Progarchives, the progressive rock ultimate discography
NotaBene - Sei Lacrime d'Ambra CD (album) cover




Rock Progressivo Italiano

3.99 | 49 ratings

From, the ultimate progressive rock music website

Cesar Inca
Special Collaborator
Honorary Collaborator
4 stars Among the new prog bands frm Italy, Notabene is one of the busiest ones - only two years after their debut album, their sophomore effort "Sei Lacrime d'Ambra" graced the market, and it didn't take too long before it started eventually gathering positive feedback from fans and reviewers. The heritage from the hard rock trend of clasic Italian symphonic rock makes this band related to Nuova Era, Chiave di Volta and Ubi Maior, but you can also notice traces from Genesis' old-school melodic sense, also traces of contemporary symphonic prog's dynamics, plus some jazzy tricks settled in for good effect. The fact that half of the album's tracks last 11 to 17 minutes indicates a strong confidence of Notabene for their creative juices: indeed, the compositional creativity is more accomplished here than in the promising debut album. The album kicks off with the first part of 'La Revolution Bourgeoise', which reveals itself as the central item in thsi tracklist. It bears lots of punch throughout the well-ordaind fluidity than runs the various motif and mood shifts. The organ and lead guitar are in charge of the center stage, while the drummer's endeavors allows the whole sonic structure build up solidly. Following is the first long piece, 'Le Mistificazioni dell'Ombra', whose lyricism may somewhat remind us of Sithonia for the opening motif, but eventually things strongly wander on a powerful display of muscular sonorities, properly augmented with jazz-rock flavors, and this makes the band lean closer to the paragon of Museo Rosenbach. 'Machera di Cera' is built on a clever alternance of acoustic and electric instrumentations, which curiously may remind us of Zuffanti's LMDC [and I seriously doubt that this personal impression has anything to do with the song's title]. Next, the namesake track delivers a precious set of varied themes clearly articulated within a 7 minute framework: the inclusion of mandolin and teh conclusion on a bossanova-like swing give this song a peculiar colorfulness. 'Il Treno di Obuda' is a 16 minute suite that sets the firstsomber moods in the album, which turn out to be more greyish than actually dark. But this is only part of the pictutre, and in fact, the predominant ambiences are staged on an optimistic mood. Once again, the utilization of occasional jazzy arrangements helps to generate a healthy dose of variety to the melodies' development. Manerb'as keyboards seem influenced by Bardens and Banks in distinct moments. The album's last 17 minutes are occupied by the second part of 'La Revolution Bourgeoise', which retakes a couple of motifs from Part 1, and then elaborates a magnificent progressive architecture. The 'Bolero pour un Generation Defunte' section brings martial airs augmented by a mysterious, ethereal vibration, while the last section gets started with a lovely piano passage that graudally sets the foundation for the joyful coda. Notabene is, most of all, a band with clear idea sabout what the essence of prog rock has always been, and from there, it aims at preserving it for our contemporary times. This album entitled "Sei Lacrime d'Ambra" is prooof that their ideas are accurate, and what's more, the band members have enough talent and efficiency to make things really happen in prog music.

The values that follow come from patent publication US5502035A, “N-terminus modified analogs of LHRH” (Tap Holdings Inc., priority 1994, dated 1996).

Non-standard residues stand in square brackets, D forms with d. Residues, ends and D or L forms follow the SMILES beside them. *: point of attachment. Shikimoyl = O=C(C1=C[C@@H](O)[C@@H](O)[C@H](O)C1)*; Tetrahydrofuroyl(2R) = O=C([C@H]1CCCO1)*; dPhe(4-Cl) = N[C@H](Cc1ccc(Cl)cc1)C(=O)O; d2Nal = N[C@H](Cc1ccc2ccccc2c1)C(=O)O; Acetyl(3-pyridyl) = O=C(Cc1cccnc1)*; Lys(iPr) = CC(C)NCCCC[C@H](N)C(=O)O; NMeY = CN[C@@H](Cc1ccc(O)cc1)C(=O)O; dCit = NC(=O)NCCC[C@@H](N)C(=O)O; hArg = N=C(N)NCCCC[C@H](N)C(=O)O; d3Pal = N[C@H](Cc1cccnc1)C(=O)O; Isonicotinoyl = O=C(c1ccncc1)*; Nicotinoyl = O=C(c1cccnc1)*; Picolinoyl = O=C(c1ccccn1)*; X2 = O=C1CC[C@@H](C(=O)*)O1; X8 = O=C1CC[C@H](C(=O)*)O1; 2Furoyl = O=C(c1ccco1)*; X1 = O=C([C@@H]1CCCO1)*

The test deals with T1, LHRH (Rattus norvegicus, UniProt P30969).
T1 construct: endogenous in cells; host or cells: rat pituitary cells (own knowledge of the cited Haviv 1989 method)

Cesar Inca | 4/5 |


As a registered member (register here if not), you can post rating/reviews (& edit later), comments reviews and submit new albums.

You are not logged, please complete authentication before continuing (use forum credentials).

Forum user
Forum password

Share this NOTABENE review

Social review comments () BETA

Review related links

Copyright Prog Archives, All rights reserved. | Legal Notice | Privacy Policy | Advertise | RSS + syndications

Other sites in the MAC network: — jazz music reviews and archives | — metal music reviews and archives

Donate monthly and keep PA fast-loading and ad-free forever.